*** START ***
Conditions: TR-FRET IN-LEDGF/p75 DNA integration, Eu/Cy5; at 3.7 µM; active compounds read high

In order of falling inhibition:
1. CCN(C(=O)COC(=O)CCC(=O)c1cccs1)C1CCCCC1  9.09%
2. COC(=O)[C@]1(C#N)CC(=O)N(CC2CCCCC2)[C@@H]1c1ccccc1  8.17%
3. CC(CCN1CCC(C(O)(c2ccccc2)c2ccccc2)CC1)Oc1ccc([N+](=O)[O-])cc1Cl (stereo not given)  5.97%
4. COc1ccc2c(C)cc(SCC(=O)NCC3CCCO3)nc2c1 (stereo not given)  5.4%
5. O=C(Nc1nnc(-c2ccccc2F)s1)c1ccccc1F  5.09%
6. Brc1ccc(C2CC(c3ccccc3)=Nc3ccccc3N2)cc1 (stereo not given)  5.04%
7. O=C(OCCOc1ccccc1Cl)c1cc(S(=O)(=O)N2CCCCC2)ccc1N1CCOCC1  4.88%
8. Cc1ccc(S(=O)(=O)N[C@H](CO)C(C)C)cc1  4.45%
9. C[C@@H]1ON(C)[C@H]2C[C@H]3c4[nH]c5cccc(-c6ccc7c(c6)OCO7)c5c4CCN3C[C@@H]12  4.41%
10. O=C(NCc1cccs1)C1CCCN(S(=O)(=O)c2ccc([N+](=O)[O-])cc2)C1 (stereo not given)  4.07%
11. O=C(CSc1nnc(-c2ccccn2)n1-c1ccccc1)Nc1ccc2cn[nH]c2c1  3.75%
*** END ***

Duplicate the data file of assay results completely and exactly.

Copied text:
Conditions: TR-FRET IN-LEDGF/p75 DNA integration, Eu/Cy5; at 3.7 µM; active compounds read high

In order of falling inhibition:
1. CCN(C(=O)COC(=O)CCC(=O)c1cccs1)C1CCCCC1  9.09%
2. COC(=O)[C@]1(C#N)CC(=O)N(CC2CCCCC2)[C@@H]1c1ccccc1  8.17%
3. CC(CCN1CCC(C(O)(c2ccccc2)c2ccccc2)CC1)Oc1ccc([N+](=O)[O-])cc1Cl (stereo not given)  5.97%
4. COc1ccc2c(C)cc(SCC(=O)NCC3CCCO3)nc2c1 (stereo not given)  5.4%
5. O=C(Nc1nnc(-c2ccccc2F)s1)c1ccccc1F  5.09%
6. Brc1ccc(C2CC(c3ccccc3)=Nc3ccccc3N2)cc1 (stereo not given)  5.04%
7. O=C(OCCOc1ccccc1Cl)c1cc(S(=O)(=O)N2CCCCC2)ccc1N1CCOCC1  4.88%
8. Cc1ccc(S(=O)(=O)N[C@H](CO)C(C)C)cc1  4.45%
9. C[C@@H]1ON(C)[C@H]2C[C@H]3c4[nH]c5cccc(-c6ccc7c(c6)OCO7)c5c4CCN3C[C@@H]12  4.41%
10. O=C(NCc1cccs1)C1CCCN(S(=O)(=O)c2ccc([N+](=O)[O-])cc2)C1 (stereo not given)  4.07%
11. O=C(CSc1nnc(-c2ccccn2)n1-c1ccccc1)Nc1ccc2cn[nH]c2c1  3.75%